I have just bought a used Naim mains cable with the crabtree plug contemporary with my 282/300 to replace the Powerline I sold. One tail ON the two tail Hydra I have has stopped working and so until I have it looked at I forked out £20 for the used Naim cable it will be interesting to see if I can recall a huge difference between it an d the £600 Powerline.

joerand posted:
wenger2015 posted:

JoeRand, invest is not the best word to use, although black boxes do hold their value reasonably well, it’s more a case of making sure the boxes we buy work to the optimum level, hence the need for quality cables 

 A 'quality' cable is simply as it plays to the ears in a room, cost notwithstanding.

Obviously quality cables are not judged on cost.

But if you hooked up your system with the SL full loom, I think you would have a ‘wow’ moment....the problem you have, looking at your profile is that you need 27 ft runs either side...... I fully understand you don’t want to remortgage the house

Thought I would swing by a question here rather than start a new thread.

I am toying with trying the TQ Silver Diamond DIN/DIN as a possible replacement to my SL DIN/DIN. 

The reason is I have TQ Ultra Black speaker cable and the " should be all the same cable manufacturer " mantra is starting to creep inside my head. 

The SL speaker cable is off the list (due to cost/budget). 

Thoughts ?

There have been so many opinions expressed on cables recently that, for once, I have decided that any future additions to my system will follow an audition at home.

Previously there has usually been a consensus on pros and cons of various components which I have been happy to gamble with.  Not so for cables it seems!  If you can, I would suggest a conversation with your dealer to see if you can borrow a DIN/DIN cable.  I realise in many ways this is not a helpful response however, this is my suggestion to help you make an informed decision.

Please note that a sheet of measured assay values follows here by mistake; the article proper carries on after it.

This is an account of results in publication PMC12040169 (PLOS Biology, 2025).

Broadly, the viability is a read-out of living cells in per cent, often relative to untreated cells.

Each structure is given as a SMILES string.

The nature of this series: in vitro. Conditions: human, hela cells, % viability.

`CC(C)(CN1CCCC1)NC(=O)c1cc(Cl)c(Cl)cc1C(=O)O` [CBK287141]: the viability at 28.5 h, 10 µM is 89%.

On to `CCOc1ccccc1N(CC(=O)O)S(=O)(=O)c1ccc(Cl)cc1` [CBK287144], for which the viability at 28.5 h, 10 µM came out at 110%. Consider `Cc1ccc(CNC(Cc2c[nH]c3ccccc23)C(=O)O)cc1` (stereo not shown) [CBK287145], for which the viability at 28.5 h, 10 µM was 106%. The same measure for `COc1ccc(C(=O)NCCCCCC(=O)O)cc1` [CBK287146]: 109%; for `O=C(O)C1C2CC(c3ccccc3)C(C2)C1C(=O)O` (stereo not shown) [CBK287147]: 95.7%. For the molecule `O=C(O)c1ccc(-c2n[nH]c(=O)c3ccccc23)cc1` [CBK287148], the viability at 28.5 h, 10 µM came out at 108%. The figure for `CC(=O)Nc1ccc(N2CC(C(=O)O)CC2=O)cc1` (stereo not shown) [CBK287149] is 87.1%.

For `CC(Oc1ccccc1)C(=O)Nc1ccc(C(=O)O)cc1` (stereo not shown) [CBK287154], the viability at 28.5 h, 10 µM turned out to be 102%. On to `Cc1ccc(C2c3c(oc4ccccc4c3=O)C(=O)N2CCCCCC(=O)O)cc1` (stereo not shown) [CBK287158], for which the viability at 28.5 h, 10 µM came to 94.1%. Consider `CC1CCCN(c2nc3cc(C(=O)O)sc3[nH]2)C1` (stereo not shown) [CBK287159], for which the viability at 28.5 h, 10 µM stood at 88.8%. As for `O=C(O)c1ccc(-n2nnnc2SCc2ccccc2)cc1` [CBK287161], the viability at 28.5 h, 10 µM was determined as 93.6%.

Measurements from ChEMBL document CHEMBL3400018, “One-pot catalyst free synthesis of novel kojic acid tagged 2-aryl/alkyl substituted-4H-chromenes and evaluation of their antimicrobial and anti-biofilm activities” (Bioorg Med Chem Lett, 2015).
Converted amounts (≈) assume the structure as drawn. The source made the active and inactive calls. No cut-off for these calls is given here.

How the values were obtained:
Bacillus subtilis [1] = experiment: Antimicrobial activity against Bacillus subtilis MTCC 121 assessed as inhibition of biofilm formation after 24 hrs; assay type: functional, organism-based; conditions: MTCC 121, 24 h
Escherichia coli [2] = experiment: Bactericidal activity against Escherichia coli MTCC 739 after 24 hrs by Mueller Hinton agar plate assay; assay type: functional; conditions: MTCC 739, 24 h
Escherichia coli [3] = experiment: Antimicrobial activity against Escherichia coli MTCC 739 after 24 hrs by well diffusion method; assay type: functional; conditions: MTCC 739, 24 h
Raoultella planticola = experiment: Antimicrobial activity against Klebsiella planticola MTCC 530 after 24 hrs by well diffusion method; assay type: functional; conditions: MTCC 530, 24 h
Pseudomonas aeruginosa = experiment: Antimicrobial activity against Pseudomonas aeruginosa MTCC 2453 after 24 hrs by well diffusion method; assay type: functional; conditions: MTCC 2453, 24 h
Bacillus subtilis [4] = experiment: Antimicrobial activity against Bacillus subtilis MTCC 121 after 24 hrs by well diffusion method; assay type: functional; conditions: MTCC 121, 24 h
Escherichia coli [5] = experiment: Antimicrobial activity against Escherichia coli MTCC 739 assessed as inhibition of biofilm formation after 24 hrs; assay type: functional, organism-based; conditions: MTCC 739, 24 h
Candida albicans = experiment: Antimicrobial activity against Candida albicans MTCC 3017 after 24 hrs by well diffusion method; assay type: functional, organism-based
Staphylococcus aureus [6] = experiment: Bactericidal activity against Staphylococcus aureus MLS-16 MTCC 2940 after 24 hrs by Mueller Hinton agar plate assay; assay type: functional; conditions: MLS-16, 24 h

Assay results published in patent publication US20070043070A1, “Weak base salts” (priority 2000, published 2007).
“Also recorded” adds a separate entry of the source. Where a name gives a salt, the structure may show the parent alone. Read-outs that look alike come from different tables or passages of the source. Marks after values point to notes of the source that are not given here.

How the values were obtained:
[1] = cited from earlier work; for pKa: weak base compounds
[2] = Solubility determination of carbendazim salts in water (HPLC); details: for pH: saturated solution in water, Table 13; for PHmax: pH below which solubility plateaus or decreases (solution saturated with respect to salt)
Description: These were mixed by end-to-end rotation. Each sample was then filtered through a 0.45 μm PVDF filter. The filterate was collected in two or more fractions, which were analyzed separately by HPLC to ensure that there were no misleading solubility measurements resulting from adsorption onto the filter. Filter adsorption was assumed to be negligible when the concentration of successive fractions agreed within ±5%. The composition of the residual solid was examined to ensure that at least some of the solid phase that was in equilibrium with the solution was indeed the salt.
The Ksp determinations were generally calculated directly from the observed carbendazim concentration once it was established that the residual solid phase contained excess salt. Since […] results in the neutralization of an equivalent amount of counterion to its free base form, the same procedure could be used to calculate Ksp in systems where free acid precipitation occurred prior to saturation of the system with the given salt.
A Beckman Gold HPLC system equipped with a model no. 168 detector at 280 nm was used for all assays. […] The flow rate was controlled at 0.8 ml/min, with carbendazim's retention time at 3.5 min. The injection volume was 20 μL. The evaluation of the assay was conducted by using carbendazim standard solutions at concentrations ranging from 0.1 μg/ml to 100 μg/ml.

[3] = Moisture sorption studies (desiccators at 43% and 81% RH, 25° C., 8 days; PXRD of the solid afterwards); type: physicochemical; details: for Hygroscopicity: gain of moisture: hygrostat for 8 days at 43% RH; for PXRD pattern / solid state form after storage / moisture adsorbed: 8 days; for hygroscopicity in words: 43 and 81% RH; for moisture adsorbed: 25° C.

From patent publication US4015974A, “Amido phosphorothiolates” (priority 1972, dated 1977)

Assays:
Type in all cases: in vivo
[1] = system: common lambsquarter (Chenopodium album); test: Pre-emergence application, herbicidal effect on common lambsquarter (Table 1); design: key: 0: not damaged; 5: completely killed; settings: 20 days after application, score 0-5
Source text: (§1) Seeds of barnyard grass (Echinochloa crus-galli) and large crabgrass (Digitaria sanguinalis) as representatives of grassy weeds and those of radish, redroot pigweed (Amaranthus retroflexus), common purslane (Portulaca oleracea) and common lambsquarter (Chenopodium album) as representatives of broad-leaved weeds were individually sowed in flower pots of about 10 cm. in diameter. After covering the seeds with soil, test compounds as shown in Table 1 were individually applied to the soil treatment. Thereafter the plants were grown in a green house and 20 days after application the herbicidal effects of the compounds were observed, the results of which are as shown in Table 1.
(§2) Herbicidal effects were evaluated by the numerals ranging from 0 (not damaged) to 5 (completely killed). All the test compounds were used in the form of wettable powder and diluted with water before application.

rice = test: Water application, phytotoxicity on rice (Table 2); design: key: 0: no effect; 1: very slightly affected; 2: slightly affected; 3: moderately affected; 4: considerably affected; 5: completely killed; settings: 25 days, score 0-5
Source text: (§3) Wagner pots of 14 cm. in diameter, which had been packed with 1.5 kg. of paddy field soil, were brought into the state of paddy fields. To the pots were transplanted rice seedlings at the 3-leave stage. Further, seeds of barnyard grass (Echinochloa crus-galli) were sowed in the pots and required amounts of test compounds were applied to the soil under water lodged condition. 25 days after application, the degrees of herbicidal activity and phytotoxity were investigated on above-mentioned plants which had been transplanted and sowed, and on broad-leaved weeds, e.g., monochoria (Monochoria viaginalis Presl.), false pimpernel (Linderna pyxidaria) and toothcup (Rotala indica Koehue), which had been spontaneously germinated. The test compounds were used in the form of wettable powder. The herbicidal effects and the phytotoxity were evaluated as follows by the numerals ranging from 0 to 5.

Peter

crackie posted:

Thought I would swing by a question here rather than start a new thread.

I am toying with trying the TQ Silver Diamond DIN/DIN as a possible replacement to my SL DIN/DIN. 

The reason is I have TQ Ultra Black speaker cable and the " should be all the same cable manufacturer " mantra is starting to creep inside my head. 

The SL speaker cable is off the list (due to cost/budget). 

Thoughts ?

I’m using the TQ Black Diamond, which is absolutely superb, before adding the Silver Diamond Speaker cables I was using the Ultra blacks. 

I was perfectly happy with the set up before I auditioned the Silver Diamonds!!!!

Your in a win win situation, the only thing to bear in mind is they do take a long time to run in..

crackie posted:
<snip> " should be all the same cable manufacturer " <snip>

Why?

Do you believe there's some similarity between the design of interconnects and speaker cables (at least beyond that of a conductor in an insulator)?

Do you believe there's some magic 'synergy' in the sound irrespective of the sound characteristics of the audio components that the cables join?


Best to do the home audition.

In most discussions of cables there is usually missed one component that I feel is absolutely vital to consider.

The listener...

Their expectations
Their preferences
'How' they listen to music.

In my opinion, when selecting cables, these have a greater influence than does the manufacturer of the cable.

 

In my own personal experience I hear very considerable differences between interconnect cables but much smaller differences between speaker cables.

This is due to the priority order of the particular sound characteristics that are important to me and the way I hear music, then lastly it's influenced by the audio components I have.

I have a few questions / observations that I think are relevant to this subject.


The first is what makes a cable "worth the money".  Well that's perhaps surprisingly the easiest question even if there are a few answers...

Purchaser perception:  It's worth it if the customer still thinks it's worth it after they bought it - trite but true.
Relative perceived Quality:  If the customer perceives the subjective ratio of quality to price to be equal to or greater than competing products.
Quality for price:  Best perceived quality achievable in a given price bracket.
Price for quality:  Best achievable price for a given perceived quality.

 

However these all depend the price element and also on some (subjective) measure of perceived quality...

Can we define "perceived quality"?
Well possibly we could achieve an estimate of mean perceived quality using double blind testing, but of how much use is this when were's talking about a stimulus (such as music) that is perceived differently by different individuals, and additionally subject to the whims of individual taste.  Certainty the mean perception of quality could be used as a guide for selection of a short-list for personal assessment, but, due to the individual response to the stimulus, it's not an appropriate decision making criterion.